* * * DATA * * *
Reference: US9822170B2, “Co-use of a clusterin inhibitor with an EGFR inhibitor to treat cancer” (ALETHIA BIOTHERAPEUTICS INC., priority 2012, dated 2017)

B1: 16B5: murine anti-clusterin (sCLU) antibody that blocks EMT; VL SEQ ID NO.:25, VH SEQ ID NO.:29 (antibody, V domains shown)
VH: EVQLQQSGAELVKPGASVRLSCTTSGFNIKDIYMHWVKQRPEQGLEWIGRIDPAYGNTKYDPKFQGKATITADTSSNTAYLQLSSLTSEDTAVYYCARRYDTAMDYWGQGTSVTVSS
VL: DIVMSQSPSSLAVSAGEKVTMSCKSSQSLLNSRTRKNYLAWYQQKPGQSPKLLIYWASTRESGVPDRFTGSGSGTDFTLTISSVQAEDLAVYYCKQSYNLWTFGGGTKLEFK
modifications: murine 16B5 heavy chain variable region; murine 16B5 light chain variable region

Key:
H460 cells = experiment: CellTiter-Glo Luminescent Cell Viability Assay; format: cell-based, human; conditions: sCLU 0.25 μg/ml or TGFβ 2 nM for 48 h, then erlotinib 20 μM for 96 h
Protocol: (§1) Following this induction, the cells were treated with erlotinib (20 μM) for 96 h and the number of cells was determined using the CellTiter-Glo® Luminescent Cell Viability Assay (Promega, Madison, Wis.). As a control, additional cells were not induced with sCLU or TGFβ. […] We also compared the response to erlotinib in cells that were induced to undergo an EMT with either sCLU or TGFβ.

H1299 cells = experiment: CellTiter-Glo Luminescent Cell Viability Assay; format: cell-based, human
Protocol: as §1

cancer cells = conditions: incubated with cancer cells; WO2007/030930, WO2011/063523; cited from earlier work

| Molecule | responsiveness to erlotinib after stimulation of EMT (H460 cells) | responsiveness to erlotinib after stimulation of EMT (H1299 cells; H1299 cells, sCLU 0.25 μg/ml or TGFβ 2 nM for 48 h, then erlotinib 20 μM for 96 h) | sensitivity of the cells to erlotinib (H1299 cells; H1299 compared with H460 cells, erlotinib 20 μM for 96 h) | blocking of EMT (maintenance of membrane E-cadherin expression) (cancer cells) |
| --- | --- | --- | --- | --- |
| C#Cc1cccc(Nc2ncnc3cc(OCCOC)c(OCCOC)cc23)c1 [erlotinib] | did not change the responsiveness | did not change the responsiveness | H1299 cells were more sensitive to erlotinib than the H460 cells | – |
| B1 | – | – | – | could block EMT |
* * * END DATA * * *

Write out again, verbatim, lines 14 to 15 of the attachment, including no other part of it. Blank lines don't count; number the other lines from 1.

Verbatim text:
| C#Cc1cccc(Nc2ncnc3cc(OCCOC)c(OCCOC)cc23)c1 [erlotinib] | did not change the responsiveness | did not change the responsiveness | H1299 cells were more sensitive to erlotinib than the H460 cells | – |
| B1 | – | – | – | could block EMT |